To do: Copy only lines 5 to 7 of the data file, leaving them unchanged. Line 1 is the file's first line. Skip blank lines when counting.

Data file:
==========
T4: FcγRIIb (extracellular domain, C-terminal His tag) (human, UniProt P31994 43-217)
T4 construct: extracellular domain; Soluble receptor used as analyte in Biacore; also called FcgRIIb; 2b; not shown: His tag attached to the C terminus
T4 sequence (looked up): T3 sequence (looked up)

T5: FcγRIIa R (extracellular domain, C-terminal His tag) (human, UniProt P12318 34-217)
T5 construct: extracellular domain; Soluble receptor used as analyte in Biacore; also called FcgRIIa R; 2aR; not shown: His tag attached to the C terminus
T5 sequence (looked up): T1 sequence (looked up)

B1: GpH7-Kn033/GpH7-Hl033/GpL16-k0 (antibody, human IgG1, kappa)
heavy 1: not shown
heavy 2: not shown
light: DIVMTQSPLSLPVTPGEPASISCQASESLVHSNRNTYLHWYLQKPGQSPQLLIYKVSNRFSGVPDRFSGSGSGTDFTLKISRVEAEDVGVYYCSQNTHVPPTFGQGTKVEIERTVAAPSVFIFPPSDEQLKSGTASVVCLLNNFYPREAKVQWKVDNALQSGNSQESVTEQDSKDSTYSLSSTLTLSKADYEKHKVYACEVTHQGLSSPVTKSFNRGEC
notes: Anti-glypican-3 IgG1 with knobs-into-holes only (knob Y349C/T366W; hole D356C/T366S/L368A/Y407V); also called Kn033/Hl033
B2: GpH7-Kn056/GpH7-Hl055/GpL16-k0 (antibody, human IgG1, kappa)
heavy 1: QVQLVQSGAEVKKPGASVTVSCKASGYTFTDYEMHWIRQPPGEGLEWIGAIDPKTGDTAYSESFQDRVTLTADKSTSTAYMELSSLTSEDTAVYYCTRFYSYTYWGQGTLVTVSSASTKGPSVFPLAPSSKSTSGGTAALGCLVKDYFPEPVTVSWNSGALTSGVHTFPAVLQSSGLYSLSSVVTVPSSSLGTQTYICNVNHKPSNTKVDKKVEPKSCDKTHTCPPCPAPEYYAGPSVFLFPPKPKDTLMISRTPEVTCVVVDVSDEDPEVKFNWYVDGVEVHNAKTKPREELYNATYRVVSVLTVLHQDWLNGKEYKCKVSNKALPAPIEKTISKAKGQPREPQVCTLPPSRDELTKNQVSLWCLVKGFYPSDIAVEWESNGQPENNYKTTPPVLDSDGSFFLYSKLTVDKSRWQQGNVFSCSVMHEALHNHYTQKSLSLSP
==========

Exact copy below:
T5 construct: extracellular domain; Soluble receptor used as analyte in Biacore; also called FcgRIIa R; 2aR; not shown: His tag attached to the C terminus
T5 sequence (looked up): T1 sequence (looked up)

B1: GpH7-Kn033/GpH7-Hl033/GpL16-k0 (antibody, human IgG1, kappa)